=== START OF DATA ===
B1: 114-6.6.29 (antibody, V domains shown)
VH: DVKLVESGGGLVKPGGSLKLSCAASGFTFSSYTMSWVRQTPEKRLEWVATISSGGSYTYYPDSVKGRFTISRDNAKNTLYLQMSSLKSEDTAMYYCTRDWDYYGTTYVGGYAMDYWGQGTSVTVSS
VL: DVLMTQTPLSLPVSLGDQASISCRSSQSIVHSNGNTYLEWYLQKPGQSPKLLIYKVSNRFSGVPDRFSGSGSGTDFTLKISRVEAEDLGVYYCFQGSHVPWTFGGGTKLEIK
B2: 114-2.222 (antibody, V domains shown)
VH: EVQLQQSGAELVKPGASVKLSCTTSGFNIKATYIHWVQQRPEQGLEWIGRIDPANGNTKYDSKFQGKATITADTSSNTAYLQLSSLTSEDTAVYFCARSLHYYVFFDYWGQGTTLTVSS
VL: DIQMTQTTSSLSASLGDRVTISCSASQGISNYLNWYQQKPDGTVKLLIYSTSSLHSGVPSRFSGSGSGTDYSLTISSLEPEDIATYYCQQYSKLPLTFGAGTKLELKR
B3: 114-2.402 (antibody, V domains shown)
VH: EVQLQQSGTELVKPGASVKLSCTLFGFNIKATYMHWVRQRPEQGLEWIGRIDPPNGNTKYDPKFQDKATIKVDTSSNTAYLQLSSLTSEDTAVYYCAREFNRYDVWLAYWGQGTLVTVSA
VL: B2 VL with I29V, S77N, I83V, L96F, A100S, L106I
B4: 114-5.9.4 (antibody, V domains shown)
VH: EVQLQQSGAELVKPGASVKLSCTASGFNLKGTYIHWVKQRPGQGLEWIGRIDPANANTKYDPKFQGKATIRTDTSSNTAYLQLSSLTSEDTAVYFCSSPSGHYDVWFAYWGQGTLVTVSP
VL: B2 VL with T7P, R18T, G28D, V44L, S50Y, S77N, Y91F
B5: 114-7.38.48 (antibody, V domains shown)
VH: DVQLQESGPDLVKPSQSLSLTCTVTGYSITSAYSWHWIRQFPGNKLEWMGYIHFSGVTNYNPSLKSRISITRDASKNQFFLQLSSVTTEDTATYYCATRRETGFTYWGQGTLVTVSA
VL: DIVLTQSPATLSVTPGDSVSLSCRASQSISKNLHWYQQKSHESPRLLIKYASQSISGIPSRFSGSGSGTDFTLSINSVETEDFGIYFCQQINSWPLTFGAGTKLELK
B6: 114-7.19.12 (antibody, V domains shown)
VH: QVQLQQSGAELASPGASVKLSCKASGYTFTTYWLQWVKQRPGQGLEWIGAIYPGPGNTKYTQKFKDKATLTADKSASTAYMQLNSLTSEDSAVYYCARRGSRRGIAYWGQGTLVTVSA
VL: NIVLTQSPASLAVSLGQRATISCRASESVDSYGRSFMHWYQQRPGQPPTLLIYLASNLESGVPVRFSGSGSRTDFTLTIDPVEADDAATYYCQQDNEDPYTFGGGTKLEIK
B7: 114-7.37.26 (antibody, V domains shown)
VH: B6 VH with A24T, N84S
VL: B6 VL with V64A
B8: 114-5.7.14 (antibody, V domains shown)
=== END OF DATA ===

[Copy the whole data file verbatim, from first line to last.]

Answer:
B1: 114-6.6.29 (antibody, V domains shown)
VH: DVKLVESGGGLVKPGGSLKLSCAASGFTFSSYTMSWVRQTPEKRLEWVATISSGGSYTYYPDSVKGRFTISRDNAKNTLYLQMSSLKSEDTAMYYCTRDWDYYGTTYVGGYAMDYWGQGTSVTVSS
VL: DVLMTQTPLSLPVSLGDQASISCRSSQSIVHSNGNTYLEWYLQKPGQSPKLLIYKVSNRFSGVPDRFSGSGSGTDFTLKISRVEAEDLGVYYCFQGSHVPWTFGGGTKLEIK
B2: 114-2.222 (antibody, V domains shown)
VH: EVQLQQSGAELVKPGASVKLSCTTSGFNIKATYIHWVQQRPEQGLEWIGRIDPANGNTKYDSKFQGKATITADTSSNTAYLQLSSLTSEDTAVYFCARSLHYYVFFDYWGQGTTLTVSS
VL: DIQMTQTTSSLSASLGDRVTISCSASQGISNYLNWYQQKPDGTVKLLIYSTSSLHSGVPSRFSGSGSGTDYSLTISSLEPEDIATYYCQQYSKLPLTFGAGTKLELKR
B3: 114-2.402 (antibody, V domains shown)
VH: EVQLQQSGTELVKPGASVKLSCTLFGFNIKATYMHWVRQRPEQGLEWIGRIDPPNGNTKYDPKFQDKATIKVDTSSNTAYLQLSSLTSEDTAVYYCAREFNRYDVWLAYWGQGTLVTVSA
VL: B2 VL with I29V, S77N, I83V, L96F, A100S, L106I
B4: 114-5.9.4 (antibody, V domains shown)
VH: EVQLQQSGAELVKPGASVKLSCTASGFNLKGTYIHWVKQRPGQGLEWIGRIDPANANTKYDPKFQGKATIRTDTSSNTAYLQLSSLTSEDTAVYFCSSPSGHYDVWFAYWGQGTLVTVSP
VL: B2 VL with T7P, R18T, G28D, V44L, S50Y, S77N, Y91F
B5: 114-7.38.48 (antibody, V domains shown)
VH: DVQLQESGPDLVKPSQSLSLTCTVTGYSITSAYSWHWIRQFPGNKLEWMGYIHFSGVTNYNPSLKSRISITRDASKNQFFLQLSSVTTEDTATYYCATRRETGFTYWGQGTLVTVSA
VL: DIVLTQSPATLSVTPGDSVSLSCRASQSISKNLHWYQQKSHESPRLLIKYASQSISGIPSRFSGSGSGTDFTLSINSVETEDFGIYFCQQINSWPLTFGAGTKLELK
B6: 114-7.19.12 (antibody, V domains shown)
VH: QVQLQQSGAELASPGASVKLSCKASGYTFTTYWLQWVKQRPGQGLEWIGAIYPGPGNTKYTQKFKDKATLTADKSASTAYMQLNSLTSEDSAVYYCARRGSRRGIAYWGQGTLVTVSA
VL: NIVLTQSPASLAVSLGQRATISCRASESVDSYGRSFMHWYQQRPGQPPTLLIYLASNLESGVPVRFSGSGSRTDFTLTIDPVEADDAATYYCQQDNEDPYTFGGGTKLEIK
B7: 114-7.37.26 (antibody, V domains shown)
VH: B6 VH with A24T, N84S
VL: B6 VL with V64A
B8: 114-5.7.14 (antibody, V domains shown)